Effects of allelopathy and competition for water and nutrients on survival and growth of tree species in Eucalyptus urophylla plantations
Publication date: 15 September 2018
Source:Forest Ecology and Management, Volume 424
Author(s): Fangcuo Qin, Shu Liu, Shixiao Yu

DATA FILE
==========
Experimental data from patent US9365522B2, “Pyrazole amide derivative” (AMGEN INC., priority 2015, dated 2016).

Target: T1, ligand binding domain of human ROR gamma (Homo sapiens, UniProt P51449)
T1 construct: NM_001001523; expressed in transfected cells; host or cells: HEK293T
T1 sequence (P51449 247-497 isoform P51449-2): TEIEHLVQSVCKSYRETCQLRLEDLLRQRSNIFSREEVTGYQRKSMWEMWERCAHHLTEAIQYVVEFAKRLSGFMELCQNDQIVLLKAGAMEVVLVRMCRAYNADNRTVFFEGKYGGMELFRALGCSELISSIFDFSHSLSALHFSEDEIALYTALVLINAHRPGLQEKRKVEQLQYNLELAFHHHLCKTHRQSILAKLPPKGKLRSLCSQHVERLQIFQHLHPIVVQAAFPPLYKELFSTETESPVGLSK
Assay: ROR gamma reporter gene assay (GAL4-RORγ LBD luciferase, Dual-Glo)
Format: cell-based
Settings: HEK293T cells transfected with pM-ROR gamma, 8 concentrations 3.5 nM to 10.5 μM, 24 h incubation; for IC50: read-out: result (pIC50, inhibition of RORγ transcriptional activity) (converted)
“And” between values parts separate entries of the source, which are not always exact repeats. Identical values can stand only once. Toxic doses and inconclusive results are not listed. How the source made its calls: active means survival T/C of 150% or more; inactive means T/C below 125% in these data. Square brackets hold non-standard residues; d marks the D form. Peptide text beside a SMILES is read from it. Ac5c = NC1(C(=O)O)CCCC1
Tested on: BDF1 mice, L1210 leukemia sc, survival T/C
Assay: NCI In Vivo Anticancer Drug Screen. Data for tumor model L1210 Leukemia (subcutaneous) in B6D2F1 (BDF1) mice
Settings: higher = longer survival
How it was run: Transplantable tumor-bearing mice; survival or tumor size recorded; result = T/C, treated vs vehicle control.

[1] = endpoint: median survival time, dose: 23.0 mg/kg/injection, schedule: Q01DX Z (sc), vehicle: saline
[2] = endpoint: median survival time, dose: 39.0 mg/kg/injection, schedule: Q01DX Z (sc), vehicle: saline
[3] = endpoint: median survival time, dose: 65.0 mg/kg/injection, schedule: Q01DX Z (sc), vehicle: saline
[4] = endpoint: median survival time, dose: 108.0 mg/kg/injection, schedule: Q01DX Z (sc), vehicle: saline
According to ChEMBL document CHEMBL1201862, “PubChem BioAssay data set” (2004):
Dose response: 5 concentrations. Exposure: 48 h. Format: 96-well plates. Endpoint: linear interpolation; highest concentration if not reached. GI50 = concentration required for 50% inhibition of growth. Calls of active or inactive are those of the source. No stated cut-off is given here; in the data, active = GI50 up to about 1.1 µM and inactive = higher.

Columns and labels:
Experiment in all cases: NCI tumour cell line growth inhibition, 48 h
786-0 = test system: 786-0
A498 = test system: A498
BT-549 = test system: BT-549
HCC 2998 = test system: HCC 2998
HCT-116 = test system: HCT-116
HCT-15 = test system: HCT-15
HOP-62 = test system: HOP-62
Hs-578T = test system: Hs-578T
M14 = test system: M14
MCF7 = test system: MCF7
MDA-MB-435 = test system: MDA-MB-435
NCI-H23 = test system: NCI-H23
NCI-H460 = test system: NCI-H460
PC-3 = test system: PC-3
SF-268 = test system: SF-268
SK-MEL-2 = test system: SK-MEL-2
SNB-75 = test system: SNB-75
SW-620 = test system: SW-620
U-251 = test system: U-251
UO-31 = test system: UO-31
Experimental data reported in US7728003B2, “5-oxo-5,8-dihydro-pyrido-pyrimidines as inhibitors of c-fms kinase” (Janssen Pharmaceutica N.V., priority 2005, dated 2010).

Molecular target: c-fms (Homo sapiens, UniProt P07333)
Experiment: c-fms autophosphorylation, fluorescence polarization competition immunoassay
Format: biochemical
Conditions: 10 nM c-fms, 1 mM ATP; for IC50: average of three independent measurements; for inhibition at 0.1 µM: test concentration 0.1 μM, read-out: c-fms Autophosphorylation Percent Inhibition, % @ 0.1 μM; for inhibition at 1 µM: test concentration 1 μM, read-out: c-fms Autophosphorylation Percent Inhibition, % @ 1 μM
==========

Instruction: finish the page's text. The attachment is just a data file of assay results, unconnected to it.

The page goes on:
Allelopathy and resource competition are considered to be two primary mechanisms responsible for loss of biodiversity in plantations of Eucalyptus species. However, these two processes are usually studied separately, and they have been rarely tested on native woody species. In this study, we used a bioassay to assess sensitivities of twenty broad-leaved tree species on roots, stem growth and seed germination to leaf aqueous extracts of Eucalyptus urophylla S.T. Blake and categorized them into two types: inhibited and uninhibited (including stimulated and unaffected). To compare the relative importance of allelopathy and resource competition, we planted these two species groups into the E. urophylla plantation separately and treated with three gradients of irrigation-nutrients. The results showed that the allelopathic effects of aqueous extract of E. urophylla were species-specific and could be inhibitory, neutral or stimulatory. Compared to the inhibited species, the uninhibited species grew faster and survived better after they were planted in an E. urophylla plantation for approximately 10 years, suggesting that allelopathy from E. urophylla is an important restraining factor on native woody communities. Individuals from both species groups grew faster following higher resource treatment at the early but not the late stage of growth. Saplings did not vary in their survival rates across resource gradients. This indicates that resource competition between E. urophylla and native woody species has only a limited role in reducing the diversity of native species in an E. urophylla plantation. We conclude that allelopathy is more important than resource competition in mediating the reduction in plant biodiversity in E. urophylla plantations. Our study suggests that mixing certain types of species (e.g. Helicia cochinchinensis, Pterospermum lanceaefolium, Cinnamomum burmanni, Machilus chinensis, Acmena acuminatissima and Castanopsis chinensis) in E. urophylla plantations can mitigate against plant diversity loss.
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